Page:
Alomar Jr. optimistic about a managing job
CHICAGO -- Cleveland Indians bench coach and Chicago resident Sandy Alomar Jr. said Friday he is hopeful, but he isn’t worried whether he’ll get a chance to be a major league manager.
Alomar Jr. was interviewed for the Chicago Cubs’ managerial opening in the offseason but was passed over for Dale Sveum. He also interviewed for the Boston Red Sox’s opening.
“I don’t think about it really,” Alomar Jr. said prior to Friday’s game with the Chicago White Sox. “I don’t know. I just coach, do my job, do what’s on the plate. I’m not focusing on who is going to give me an interview. I’m not knocking on anyone’s door. I just do my job and if people call I’m welcome to do interviews and stuff like that, but I don’t think about it at all.”
Alomar Jr. believes he’s put together a résumé as a player and coach that would allow him to be a capable manager. After retiring in 2007, he was the New York Mets’ catching instructor for two seasons, spent two years as the Indians’ first-base coach and was made Indians manager Manny Acta’s bench coach this season.
“I feel like I have done my part,” Alomar Jr. said. “I didn’t do the other route. A lot of people go to the minor leagues and manage. I was given an opportunity to be in the bullpen with the Mets, and I went that route. I learned a tremendous amount about pitching from the bullpen and the personalities you have to deal with, the characters.
“Then I came here to Cleveland and was the first base coach for two years and now on the bench. The steps are there. It’s just a matter of somebody to have confidence in me and somebody that hasn’t managed in the major leagues at all to be given an opportunity like that.”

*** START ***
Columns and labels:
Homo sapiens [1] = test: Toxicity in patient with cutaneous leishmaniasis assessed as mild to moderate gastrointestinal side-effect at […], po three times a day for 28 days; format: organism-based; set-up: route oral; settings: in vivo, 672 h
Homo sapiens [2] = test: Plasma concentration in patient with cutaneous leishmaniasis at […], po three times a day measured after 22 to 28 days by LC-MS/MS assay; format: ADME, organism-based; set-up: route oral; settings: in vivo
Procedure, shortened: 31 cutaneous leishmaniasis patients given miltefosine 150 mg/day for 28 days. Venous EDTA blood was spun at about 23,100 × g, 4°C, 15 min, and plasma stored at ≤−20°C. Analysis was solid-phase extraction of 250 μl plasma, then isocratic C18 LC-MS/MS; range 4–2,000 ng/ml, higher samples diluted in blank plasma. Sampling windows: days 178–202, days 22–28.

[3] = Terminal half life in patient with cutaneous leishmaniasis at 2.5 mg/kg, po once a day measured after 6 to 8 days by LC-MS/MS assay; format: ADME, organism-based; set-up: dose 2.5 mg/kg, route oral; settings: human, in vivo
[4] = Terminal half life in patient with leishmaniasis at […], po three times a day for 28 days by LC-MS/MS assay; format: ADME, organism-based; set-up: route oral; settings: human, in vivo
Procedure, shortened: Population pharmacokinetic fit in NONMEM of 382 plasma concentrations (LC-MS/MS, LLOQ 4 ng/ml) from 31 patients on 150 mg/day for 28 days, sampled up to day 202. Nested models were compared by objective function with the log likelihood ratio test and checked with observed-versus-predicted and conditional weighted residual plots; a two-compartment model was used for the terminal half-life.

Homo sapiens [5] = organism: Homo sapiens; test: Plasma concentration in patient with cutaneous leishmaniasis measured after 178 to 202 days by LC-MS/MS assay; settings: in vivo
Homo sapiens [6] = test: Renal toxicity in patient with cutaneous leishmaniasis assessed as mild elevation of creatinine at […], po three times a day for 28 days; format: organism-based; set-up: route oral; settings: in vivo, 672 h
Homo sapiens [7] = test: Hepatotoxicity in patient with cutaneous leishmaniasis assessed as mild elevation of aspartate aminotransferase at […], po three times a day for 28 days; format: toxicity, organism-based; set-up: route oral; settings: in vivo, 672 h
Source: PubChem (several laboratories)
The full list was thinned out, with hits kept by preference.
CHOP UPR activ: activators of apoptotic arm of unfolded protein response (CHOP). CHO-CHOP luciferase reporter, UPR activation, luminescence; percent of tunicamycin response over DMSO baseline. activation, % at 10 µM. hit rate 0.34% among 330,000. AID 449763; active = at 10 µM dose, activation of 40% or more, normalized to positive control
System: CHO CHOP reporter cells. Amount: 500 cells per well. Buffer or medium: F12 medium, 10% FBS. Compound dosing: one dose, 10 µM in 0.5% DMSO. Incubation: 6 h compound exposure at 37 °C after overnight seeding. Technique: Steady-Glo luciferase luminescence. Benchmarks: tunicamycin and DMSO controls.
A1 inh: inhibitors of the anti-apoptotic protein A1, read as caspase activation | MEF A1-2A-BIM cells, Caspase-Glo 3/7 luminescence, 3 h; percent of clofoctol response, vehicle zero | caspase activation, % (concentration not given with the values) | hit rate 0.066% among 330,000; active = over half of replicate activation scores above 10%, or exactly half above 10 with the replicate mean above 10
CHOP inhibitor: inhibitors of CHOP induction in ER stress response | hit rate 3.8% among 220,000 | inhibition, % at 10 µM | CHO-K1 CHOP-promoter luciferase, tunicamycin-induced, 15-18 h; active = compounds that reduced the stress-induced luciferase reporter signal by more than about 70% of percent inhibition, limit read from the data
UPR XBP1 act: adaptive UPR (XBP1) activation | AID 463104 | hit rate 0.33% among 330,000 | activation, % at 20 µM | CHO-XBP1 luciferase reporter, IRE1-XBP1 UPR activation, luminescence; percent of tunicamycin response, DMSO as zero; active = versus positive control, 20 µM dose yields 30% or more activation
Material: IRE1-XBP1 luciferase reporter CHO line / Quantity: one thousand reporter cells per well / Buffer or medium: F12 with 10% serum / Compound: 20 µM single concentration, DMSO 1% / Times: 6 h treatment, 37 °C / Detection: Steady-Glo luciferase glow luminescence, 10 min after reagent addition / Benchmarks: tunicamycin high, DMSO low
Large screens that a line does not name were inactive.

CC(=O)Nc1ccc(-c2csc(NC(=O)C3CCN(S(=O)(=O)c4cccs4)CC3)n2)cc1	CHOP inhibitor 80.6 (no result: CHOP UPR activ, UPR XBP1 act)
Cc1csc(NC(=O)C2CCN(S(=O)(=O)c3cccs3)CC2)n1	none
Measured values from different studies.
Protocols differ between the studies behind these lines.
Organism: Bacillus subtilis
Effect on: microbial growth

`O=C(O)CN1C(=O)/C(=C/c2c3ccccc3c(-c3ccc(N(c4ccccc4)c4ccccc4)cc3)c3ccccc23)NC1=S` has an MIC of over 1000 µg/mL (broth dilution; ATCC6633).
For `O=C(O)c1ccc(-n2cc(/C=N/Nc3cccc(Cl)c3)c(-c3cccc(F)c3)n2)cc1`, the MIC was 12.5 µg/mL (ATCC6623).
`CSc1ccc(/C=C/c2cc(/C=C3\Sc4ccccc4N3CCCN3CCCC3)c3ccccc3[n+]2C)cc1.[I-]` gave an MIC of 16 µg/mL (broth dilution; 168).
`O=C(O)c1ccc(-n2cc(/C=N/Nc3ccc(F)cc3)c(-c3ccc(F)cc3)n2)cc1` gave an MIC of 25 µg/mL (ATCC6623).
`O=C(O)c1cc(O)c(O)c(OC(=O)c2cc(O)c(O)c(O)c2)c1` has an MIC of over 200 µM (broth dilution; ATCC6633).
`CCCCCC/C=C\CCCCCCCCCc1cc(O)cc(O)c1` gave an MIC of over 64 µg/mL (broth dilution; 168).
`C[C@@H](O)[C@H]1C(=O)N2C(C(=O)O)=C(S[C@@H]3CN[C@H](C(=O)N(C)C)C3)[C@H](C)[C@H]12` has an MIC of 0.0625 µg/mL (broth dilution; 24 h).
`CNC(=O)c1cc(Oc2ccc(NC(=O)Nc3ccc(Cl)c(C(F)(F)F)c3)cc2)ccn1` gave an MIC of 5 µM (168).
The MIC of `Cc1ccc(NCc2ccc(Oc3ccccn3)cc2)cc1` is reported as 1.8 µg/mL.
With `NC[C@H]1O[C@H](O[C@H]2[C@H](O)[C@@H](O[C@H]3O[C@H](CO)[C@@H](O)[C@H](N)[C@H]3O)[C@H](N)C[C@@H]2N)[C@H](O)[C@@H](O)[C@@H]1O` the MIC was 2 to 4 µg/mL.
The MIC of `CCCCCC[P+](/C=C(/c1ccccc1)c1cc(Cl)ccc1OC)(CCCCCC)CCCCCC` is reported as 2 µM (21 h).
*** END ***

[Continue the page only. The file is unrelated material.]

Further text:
Alomar Jr. was rumored to be a candidate for the White Sox’s manager opening, but he said he never had discussions with the organization. He also believed the White Sox made a smart choice in Robin Ventura.
“The only team I interviewed was with the Chicago Cubs here,” Alomar Jr. said. “The media hyped it up with the White Sox, but I never received a call. I think they made a great choice. Robin Ventura has done a great job. Robin was here for a long time and was very familiar with the organization.”
Alomar Jr. does especially enjoy the Indians’ trips to play the White Sox because Chicago is his year-round home. He has made Chicago his permanent residence since he first played for the White Sox in 2001. His wife, Margred, is also originally from Chicago. They now live in the Bucktown neighborhood of the city.
“My wife is from here, a Puerto Rican girl who grew up here in Chicago,” Alomar Jr. said. “When I signed with the White Sox, I stayed here. I enjoy the city. People are here are very friendly. It’s a great town. I’ve stayed here ever since. It’s probably the best city in the world.”